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|Forum||Questions||Ask a Question|
|LCIS - Lobular Carcinoma In Situ
Questions about lobular carcinoma in situ.
|Asked||Publicly Submitted Question|
|7/24/2011||I had a core biopsy for calcifications. The diagnosis from the pathology report reads "lobular carcinoma in situ, focal, with associated lobular hyperplasia. Focal calcifications are identified not involving lobular neoplasia". I was told I need surgery. Are there any alternatives? (Other factors: My Mom had breast cancer in her early 40's. I was BRCA tested and am negative.)|
|Replied||JHU's Breast Center Reply|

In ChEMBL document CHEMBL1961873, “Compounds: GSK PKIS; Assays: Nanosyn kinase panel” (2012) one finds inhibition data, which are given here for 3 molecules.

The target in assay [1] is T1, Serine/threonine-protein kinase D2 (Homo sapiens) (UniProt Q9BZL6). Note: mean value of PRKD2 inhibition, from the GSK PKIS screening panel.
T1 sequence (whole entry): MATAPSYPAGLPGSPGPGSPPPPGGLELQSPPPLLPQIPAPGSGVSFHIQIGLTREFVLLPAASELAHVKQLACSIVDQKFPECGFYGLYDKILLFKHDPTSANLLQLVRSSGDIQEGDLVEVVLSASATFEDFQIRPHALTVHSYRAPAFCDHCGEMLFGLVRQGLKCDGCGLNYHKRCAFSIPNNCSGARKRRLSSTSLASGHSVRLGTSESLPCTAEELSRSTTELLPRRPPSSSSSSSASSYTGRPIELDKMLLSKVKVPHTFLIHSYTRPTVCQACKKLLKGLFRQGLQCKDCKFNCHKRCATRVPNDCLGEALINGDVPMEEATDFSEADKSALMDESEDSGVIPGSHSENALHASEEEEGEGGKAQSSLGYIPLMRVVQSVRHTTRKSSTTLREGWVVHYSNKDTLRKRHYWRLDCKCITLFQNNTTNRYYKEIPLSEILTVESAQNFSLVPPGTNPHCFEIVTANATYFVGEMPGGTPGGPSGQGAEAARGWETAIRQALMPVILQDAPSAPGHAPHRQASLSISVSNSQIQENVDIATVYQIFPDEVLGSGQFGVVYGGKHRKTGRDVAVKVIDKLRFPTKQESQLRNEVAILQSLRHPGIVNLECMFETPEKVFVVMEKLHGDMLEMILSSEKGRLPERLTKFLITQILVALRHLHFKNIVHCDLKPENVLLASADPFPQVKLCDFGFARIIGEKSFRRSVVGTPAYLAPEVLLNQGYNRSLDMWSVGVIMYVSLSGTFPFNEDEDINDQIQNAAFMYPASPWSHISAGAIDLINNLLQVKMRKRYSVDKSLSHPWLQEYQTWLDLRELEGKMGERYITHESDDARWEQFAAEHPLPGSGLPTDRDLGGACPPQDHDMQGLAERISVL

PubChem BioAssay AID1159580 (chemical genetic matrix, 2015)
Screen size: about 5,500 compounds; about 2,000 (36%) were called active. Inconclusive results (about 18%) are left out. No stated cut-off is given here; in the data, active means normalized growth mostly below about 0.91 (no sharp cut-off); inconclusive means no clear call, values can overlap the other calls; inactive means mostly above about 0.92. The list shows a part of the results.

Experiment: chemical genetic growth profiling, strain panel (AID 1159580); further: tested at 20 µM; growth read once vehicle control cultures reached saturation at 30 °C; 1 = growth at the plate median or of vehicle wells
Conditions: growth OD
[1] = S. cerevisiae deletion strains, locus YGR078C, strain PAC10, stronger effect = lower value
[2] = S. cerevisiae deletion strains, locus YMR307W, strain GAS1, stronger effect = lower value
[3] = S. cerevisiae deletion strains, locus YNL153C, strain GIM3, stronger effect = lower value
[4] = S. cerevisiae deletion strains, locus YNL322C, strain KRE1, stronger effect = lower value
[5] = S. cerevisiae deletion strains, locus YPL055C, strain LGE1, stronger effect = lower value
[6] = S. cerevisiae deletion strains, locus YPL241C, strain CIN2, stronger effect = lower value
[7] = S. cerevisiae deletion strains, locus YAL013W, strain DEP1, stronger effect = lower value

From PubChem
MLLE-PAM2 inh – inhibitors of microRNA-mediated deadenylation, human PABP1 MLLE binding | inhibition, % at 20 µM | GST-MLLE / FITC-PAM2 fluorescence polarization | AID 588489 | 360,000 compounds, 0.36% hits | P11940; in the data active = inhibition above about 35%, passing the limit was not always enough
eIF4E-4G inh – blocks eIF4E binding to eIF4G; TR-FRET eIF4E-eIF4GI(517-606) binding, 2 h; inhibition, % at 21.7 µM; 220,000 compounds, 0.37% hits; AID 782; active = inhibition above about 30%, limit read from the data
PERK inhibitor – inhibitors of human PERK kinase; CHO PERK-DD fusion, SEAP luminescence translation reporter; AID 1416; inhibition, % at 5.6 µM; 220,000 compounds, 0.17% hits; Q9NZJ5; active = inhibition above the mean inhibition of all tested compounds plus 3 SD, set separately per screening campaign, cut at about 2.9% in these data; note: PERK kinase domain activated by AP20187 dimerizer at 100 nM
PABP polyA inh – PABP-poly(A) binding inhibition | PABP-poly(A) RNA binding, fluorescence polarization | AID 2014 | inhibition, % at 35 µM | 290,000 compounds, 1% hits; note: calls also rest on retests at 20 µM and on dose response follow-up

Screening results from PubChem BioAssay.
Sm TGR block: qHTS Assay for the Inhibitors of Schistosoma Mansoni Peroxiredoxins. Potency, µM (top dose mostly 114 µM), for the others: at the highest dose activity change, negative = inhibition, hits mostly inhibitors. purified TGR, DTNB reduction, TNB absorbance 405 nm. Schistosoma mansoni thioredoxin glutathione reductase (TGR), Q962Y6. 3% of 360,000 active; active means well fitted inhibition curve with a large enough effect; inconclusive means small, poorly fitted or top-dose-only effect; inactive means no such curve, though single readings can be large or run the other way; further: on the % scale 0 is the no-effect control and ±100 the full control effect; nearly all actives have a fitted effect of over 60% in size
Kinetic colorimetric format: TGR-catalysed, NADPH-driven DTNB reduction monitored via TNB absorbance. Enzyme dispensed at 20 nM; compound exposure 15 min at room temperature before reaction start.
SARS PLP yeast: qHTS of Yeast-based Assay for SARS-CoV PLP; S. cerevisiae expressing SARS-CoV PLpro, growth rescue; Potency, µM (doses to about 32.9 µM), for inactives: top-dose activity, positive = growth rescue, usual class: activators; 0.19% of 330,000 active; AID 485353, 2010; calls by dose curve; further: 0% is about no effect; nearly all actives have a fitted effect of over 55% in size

|7/25/2011||Thank you for turning to the Johns Hopkins Breast Center with your questions. So here, we would perform a minamally invasive core needle biopsy first, and then depending on pathology results, such as your finding of LCIS (which is not a cancer) and ALH, next step would be an excisional or open biopsy in the operating room buy one of our breast surgical oncologists. A core needle biopsy makes an initial diagnosis, but only samples several cores of tissue, while an excisional biopsy will remove the larger area of concern en masse. We would suggest that you seek care at a Comprehensive Breast Center where you will be examined, evaluated and treated by breast health/breast cancer experts. With your mother's pre menopausal breast cancer diagnosis and now your high risk findings, it would be helpful for you to consult with a breast medical oncologist to see what recommendations could be made for you, for risk reduction maeasures for the future. Hope this helps, and best wishes.|
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